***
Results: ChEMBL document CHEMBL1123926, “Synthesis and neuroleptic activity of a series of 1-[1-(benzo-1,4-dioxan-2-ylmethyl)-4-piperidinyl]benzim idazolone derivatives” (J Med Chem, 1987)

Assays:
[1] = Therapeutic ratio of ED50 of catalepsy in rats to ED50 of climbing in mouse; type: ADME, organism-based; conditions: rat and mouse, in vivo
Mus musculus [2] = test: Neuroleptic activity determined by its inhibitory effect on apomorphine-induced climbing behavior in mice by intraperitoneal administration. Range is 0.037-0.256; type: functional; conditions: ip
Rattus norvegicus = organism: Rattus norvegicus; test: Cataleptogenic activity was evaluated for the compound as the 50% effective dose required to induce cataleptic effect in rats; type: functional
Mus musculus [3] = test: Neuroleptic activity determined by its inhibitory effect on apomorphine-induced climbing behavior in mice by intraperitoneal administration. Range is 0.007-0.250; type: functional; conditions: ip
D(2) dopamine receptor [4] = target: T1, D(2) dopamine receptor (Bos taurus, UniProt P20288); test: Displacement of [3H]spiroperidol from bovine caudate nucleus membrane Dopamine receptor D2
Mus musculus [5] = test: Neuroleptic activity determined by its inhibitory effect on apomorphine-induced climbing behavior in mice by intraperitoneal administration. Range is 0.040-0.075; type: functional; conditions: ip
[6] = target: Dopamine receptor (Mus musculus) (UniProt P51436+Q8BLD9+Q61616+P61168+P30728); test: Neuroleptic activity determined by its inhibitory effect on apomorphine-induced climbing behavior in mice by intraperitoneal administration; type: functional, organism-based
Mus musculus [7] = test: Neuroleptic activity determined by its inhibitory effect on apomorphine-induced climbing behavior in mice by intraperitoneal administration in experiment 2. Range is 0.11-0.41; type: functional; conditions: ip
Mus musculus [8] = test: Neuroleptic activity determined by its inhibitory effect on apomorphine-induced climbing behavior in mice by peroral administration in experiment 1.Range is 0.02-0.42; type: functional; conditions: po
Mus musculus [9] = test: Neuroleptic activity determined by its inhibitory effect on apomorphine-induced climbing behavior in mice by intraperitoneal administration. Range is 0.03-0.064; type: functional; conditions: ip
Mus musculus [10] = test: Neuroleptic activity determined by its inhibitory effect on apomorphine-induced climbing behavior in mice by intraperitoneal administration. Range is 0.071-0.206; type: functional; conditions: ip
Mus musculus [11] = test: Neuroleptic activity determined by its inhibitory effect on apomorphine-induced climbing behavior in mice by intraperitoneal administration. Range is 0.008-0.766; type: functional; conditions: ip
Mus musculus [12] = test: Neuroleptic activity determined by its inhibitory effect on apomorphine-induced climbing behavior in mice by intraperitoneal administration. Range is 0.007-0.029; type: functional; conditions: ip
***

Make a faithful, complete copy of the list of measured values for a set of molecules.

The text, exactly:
Results: ChEMBL document CHEMBL1123926, “Synthesis and neuroleptic activity of a series of 1-[1-(benzo-1,4-dioxan-2-ylmethyl)-4-piperidinyl]benzim idazolone derivatives” (J Med Chem, 1987)

Assays:
[1] = Therapeutic ratio of ED50 of catalepsy in rats to ED50 of climbing in mouse; type: ADME, organism-based; conditions: rat and mouse, in vivo
Mus musculus [2] = test: Neuroleptic activity determined by its inhibitory effect on apomorphine-induced climbing behavior in mice by intraperitoneal administration. Range is 0.037-0.256; type: functional; conditions: ip
Rattus norvegicus = organism: Rattus norvegicus; test: Cataleptogenic activity was evaluated for the compound as the 50% effective dose required to induce cataleptic effect in rats; type: functional
Mus musculus [3] = test: Neuroleptic activity determined by its inhibitory effect on apomorphine-induced climbing behavior in mice by intraperitoneal administration. Range is 0.007-0.250; type: functional; conditions: ip
D(2) dopamine receptor [4] = target: T1, D(2) dopamine receptor (Bos taurus, UniProt P20288); test: Displacement of [3H]spiroperidol from bovine caudate nucleus membrane Dopamine receptor D2
Mus musculus [5] = test: Neuroleptic activity determined by its inhibitory effect on apomorphine-induced climbing behavior in mice by intraperitoneal administration. Range is 0.040-0.075; type: functional; conditions: ip
[6] = target: Dopamine receptor (Mus musculus) (UniProt P51436+Q8BLD9+Q61616+P61168+P30728); test: Neuroleptic activity determined by its inhibitory effect on apomorphine-induced climbing behavior in mice by intraperitoneal administration; type: functional, organism-based
Mus musculus [7] = test: Neuroleptic activity determined by its inhibitory effect on apomorphine-induced climbing behavior in mice by intraperitoneal administration in experiment 2. Range is 0.11-0.41; type: functional; conditions: ip
Mus musculus [8] = test: Neuroleptic activity determined by its inhibitory effect on apomorphine-induced climbing behavior in mice by peroral administration in experiment 1.Range is 0.02-0.42; type: functional; conditions: po
Mus musculus [9] = test: Neuroleptic activity determined by its inhibitory effect on apomorphine-induced climbing behavior in mice by intraperitoneal administration. Range is 0.03-0.064; type: functional; conditions: ip
Mus musculus [10] = test: Neuroleptic activity determined by its inhibitory effect on apomorphine-induced climbing behavior in mice by intraperitoneal administration. Range is 0.071-0.206; type: functional; conditions: ip
Mus musculus [11] = test: Neuroleptic activity determined by its inhibitory effect on apomorphine-induced climbing behavior in mice by intraperitoneal administration. Range is 0.008-0.766; type: functional; conditions: ip
Mus musculus [12] = test: Neuroleptic activity determined by its inhibitory effect on apomorphine-induced climbing behavior in mice by intraperitoneal administration. Range is 0.007-0.029; type: functional; conditions: ip